Spokane commissioner of public safety John H. Tilsley hotly disputed the conclusion of some city detectives that the strychnine death of Rosa Kempf was a suicide.
“This talk of suicide is all bosh,” said Tilsley. “That girl was undoubtedly murdered and I do not mean to drop the case so easily. … No good reason has been given why this girl committed suicide. I can easily understand, in the light of things as far as they have developed, how she could have been murdered. Spokane has had too many unsolved mysteries in the last eight or 10 years, and I do not think we should add Rosa Kempf’s name to that list, or try to justify our failure by calling it suicide, until every possible clue has been run down.”
The early suspect in the case, William Delaney, was still being held by police, but on a prior check forgery charge, not on a murder charge.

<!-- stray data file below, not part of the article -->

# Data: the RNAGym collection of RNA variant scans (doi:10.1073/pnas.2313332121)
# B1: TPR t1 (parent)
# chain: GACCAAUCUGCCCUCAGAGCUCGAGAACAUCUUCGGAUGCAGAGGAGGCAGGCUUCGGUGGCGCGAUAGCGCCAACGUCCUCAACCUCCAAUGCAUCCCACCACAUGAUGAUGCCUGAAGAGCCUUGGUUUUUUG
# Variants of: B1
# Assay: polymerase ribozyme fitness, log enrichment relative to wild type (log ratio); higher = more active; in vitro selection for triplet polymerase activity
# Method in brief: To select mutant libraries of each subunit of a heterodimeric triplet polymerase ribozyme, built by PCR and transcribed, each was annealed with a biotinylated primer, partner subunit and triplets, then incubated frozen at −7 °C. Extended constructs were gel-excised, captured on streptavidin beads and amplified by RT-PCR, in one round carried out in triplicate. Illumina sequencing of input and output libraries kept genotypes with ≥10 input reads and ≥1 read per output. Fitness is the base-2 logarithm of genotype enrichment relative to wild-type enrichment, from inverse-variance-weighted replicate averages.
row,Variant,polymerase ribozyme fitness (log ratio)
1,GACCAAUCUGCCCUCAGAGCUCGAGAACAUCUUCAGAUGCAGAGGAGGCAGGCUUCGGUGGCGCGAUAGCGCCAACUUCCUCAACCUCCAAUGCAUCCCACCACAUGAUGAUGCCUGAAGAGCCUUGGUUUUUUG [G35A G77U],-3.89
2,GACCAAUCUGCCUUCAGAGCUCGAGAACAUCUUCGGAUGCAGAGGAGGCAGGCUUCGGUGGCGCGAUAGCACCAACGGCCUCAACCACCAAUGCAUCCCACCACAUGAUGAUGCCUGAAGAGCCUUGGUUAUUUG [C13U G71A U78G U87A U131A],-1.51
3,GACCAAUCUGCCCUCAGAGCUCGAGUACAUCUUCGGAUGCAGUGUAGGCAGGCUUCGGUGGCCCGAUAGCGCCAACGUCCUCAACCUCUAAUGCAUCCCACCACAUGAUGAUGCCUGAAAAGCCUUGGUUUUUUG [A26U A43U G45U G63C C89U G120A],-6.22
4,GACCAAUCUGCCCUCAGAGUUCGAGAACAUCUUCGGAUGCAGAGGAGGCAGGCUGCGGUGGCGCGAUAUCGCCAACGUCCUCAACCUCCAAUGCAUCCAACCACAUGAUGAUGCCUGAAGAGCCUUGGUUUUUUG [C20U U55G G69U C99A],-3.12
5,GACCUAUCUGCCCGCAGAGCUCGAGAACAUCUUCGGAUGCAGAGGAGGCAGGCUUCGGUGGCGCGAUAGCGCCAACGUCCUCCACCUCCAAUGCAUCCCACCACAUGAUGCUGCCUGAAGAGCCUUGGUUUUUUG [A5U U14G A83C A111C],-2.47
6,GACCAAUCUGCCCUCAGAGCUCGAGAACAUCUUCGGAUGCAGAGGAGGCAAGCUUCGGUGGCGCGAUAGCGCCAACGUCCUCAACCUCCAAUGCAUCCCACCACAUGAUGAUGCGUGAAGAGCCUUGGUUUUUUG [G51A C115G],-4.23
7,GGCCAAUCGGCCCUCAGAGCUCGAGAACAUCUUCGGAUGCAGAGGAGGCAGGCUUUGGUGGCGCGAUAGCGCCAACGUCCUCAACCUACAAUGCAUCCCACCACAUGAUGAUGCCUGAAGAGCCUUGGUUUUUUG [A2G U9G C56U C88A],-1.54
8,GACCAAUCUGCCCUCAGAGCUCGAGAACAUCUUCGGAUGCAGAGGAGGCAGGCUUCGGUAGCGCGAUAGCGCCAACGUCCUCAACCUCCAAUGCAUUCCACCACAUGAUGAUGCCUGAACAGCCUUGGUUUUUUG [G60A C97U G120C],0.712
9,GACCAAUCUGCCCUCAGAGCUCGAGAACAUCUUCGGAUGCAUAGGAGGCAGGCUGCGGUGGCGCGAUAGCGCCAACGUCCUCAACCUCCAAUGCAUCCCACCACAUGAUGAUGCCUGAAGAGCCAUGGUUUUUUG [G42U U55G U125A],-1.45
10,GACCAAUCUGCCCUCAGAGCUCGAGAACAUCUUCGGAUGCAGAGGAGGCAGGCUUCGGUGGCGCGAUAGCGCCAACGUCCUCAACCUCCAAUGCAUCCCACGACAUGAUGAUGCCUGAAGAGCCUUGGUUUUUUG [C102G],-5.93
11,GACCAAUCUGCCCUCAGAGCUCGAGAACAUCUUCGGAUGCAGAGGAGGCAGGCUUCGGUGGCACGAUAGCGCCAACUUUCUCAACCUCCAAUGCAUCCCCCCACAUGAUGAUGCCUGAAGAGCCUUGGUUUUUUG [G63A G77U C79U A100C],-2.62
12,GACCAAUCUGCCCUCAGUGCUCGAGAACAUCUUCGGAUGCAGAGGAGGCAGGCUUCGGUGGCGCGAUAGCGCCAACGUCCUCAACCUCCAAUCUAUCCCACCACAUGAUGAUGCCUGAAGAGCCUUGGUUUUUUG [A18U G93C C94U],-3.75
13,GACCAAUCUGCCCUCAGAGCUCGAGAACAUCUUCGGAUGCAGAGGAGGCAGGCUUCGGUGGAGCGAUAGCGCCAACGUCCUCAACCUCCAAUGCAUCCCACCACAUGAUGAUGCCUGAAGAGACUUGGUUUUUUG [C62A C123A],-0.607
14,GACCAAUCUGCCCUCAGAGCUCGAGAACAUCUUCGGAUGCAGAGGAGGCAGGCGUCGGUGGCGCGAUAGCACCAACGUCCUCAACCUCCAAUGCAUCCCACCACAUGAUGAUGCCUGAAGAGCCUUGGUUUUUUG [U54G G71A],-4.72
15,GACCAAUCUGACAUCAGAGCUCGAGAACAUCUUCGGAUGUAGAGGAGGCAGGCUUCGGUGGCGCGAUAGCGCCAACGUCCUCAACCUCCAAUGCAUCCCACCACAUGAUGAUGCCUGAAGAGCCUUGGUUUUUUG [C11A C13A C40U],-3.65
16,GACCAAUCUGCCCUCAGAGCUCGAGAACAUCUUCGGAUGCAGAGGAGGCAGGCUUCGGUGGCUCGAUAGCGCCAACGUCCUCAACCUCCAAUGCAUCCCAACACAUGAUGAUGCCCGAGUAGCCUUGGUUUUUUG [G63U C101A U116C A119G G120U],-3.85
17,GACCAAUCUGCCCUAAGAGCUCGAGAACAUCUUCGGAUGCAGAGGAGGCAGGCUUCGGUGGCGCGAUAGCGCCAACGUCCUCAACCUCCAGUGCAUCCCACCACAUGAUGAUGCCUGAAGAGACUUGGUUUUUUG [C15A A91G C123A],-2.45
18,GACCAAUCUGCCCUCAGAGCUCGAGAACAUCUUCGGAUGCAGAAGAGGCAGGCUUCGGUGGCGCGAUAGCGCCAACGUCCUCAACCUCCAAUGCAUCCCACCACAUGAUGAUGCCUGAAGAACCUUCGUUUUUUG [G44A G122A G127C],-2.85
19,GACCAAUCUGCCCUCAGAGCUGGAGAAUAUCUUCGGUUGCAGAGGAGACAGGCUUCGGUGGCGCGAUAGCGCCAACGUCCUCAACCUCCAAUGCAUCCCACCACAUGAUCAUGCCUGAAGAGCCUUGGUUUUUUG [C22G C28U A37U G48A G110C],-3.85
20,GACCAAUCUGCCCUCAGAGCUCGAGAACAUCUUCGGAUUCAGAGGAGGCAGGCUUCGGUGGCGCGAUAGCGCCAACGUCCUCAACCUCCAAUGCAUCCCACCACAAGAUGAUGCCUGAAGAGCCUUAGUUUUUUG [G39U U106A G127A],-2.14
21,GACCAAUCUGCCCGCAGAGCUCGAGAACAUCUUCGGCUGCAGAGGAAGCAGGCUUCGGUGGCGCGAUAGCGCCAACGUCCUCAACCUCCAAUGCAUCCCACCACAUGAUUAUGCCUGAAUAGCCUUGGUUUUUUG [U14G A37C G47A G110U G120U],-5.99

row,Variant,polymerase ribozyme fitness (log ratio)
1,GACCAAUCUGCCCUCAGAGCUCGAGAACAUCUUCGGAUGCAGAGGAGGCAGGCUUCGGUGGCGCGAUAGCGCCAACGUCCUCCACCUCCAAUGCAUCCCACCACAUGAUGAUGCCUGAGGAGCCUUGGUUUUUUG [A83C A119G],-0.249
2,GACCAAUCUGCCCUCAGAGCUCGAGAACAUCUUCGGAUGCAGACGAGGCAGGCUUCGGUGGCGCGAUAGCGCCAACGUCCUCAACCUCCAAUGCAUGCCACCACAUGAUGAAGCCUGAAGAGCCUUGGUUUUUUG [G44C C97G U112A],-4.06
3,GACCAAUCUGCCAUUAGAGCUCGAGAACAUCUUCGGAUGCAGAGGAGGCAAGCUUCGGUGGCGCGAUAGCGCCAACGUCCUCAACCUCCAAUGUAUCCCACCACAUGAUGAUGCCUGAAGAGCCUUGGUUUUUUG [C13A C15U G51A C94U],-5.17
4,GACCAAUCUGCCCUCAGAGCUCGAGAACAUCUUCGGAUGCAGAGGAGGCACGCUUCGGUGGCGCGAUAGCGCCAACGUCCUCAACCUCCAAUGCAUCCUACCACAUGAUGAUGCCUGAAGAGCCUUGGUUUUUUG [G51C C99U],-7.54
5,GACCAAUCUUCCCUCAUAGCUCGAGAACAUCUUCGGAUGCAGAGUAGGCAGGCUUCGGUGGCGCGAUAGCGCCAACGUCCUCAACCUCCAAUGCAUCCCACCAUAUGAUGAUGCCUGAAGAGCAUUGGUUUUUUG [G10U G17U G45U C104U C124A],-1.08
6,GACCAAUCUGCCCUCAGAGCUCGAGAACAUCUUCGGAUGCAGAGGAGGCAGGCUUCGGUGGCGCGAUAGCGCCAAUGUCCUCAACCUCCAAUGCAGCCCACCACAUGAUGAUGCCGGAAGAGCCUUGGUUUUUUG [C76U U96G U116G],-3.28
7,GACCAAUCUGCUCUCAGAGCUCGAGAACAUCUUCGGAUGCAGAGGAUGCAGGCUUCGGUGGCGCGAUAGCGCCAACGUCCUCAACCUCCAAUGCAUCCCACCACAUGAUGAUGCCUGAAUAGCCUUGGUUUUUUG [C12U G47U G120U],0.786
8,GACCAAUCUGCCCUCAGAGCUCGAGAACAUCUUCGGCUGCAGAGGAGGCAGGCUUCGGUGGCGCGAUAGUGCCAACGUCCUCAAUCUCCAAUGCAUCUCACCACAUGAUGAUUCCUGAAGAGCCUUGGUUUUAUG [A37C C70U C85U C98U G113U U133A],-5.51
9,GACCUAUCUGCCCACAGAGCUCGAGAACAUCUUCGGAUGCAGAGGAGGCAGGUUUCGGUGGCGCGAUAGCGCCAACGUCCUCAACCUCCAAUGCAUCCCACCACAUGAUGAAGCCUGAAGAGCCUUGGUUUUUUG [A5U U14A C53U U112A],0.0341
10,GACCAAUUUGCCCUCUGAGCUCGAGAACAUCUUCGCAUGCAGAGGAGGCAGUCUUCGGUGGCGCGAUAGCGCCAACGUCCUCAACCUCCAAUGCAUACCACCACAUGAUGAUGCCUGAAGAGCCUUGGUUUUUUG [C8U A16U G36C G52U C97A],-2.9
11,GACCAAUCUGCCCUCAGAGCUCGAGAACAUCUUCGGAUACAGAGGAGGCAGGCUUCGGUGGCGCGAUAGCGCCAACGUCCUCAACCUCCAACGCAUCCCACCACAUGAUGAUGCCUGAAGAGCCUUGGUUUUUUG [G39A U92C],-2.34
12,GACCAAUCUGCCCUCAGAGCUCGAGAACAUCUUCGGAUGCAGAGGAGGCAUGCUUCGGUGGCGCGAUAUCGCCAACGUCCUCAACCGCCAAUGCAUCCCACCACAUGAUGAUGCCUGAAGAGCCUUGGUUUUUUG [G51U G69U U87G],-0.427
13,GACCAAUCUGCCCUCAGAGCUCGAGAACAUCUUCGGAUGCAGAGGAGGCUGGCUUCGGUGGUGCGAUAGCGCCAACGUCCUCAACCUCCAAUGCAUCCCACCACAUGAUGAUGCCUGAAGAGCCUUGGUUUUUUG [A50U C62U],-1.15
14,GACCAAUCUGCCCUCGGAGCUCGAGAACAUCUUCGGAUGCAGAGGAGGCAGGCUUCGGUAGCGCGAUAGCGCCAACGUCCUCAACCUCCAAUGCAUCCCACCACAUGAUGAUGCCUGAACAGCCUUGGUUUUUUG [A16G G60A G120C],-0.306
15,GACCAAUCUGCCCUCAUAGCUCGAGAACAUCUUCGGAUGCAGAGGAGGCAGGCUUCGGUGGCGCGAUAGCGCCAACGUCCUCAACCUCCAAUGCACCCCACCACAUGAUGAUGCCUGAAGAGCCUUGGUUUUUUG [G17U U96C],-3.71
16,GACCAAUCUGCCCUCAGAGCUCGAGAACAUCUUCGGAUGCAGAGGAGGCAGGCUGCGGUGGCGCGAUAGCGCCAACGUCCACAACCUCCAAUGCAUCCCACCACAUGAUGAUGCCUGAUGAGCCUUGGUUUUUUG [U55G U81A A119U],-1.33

Tilsley said Rosa Kempf’s sister reported that Delaney approached her before his arrest and “said he wanted to confess.” She never had a chance to talk to him, though, because he was arrested shortly thereafter. Tilsley intended to interview the sister.
City detectives, meanwhile, said that they still had one or two points to clear up before closing the investigation.
From the school beat: The Spokane School Board anticipated the reopening of schools in the new year, and approved a new calendar that called for school to run from January 6 to June 13.
To make up for dozens of lost school days because of the flu closure, every school day would be a half-hour longer. Also, there would be only three vacation days during that period.
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